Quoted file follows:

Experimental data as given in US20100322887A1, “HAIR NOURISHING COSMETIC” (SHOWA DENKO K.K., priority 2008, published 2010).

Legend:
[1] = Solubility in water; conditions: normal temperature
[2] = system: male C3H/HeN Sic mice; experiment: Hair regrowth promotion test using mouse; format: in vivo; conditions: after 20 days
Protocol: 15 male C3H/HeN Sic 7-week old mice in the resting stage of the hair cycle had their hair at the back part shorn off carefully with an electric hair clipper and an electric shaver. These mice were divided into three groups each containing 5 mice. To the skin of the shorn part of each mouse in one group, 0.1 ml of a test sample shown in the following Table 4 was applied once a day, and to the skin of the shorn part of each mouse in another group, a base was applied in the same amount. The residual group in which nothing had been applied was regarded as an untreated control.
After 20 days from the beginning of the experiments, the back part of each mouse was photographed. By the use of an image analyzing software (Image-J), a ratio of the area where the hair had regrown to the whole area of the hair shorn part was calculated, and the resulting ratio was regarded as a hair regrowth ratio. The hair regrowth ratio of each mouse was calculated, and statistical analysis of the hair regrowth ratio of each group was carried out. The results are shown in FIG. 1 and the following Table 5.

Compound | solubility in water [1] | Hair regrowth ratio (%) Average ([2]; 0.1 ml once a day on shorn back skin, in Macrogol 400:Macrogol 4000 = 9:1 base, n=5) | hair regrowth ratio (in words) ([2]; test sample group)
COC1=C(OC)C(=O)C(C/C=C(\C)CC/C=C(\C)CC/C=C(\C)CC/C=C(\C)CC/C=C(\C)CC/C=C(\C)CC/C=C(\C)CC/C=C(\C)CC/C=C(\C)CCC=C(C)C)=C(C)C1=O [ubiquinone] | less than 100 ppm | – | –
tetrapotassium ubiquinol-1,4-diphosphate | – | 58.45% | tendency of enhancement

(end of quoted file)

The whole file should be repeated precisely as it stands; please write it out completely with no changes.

Experimental data as given in US20100322887A1, “HAIR NOURISHING COSMETIC” (SHOWA DENKO K.K., priority 2008, published 2010).

Legend:
[1] = Solubility in water; conditions: normal temperature
[2] = system: male C3H/HeN Sic mice; experiment: Hair regrowth promotion test using mouse; format: in vivo; conditions: after 20 days
Protocol: 15 male C3H/HeN Sic 7-week old mice in the resting stage of the hair cycle had their hair at the back part shorn off carefully with an electric hair clipper and an electric shaver. These mice were divided into three groups each containing 5 mice. To the skin of the shorn part of each mouse in one group, 0.1 ml of a test sample shown in the following Table 4 was applied once a day, and to the skin of the shorn part of each mouse in another group, a base was applied in the same amount. The residual group in which nothing had been applied was regarded as an untreated control.
After 20 days from the beginning of the experiments, the back part of each mouse was photographed. By the use of an image analyzing software (Image-J), a ratio of the area where the hair had regrown to the whole area of the hair shorn part was calculated, and the resulting ratio was regarded as a hair regrowth ratio. The hair regrowth ratio of each mouse was calculated, and statistical analysis of the hair regrowth ratio of each group was carried out. The results are shown in FIG. 1 and the following Table 5.

Compound | solubility in water [1] | Hair regrowth ratio (%) Average ([2]; 0.1 ml once a day on shorn back skin, in Macrogol 400:Macrogol 4000 = 9:1 base, n=5) | hair regrowth ratio (in words) ([2]; test sample group)
COC1=C(OC)C(=O)C(C/C=C(\C)CC/C=C(\C)CC/C=C(\C)CC/C=C(\C)CC/C=C(\C)CC/C=C(\C)CC/C=C(\C)CC/C=C(\C)CC/C=C(\C)CCC=C(C)C)=C(C)C1=O [ubiquinone] | less than 100 ppm | – | –
tetrapotassium ubiquinol-1,4-diphosphate | – | 58.45% | tendency of enhancement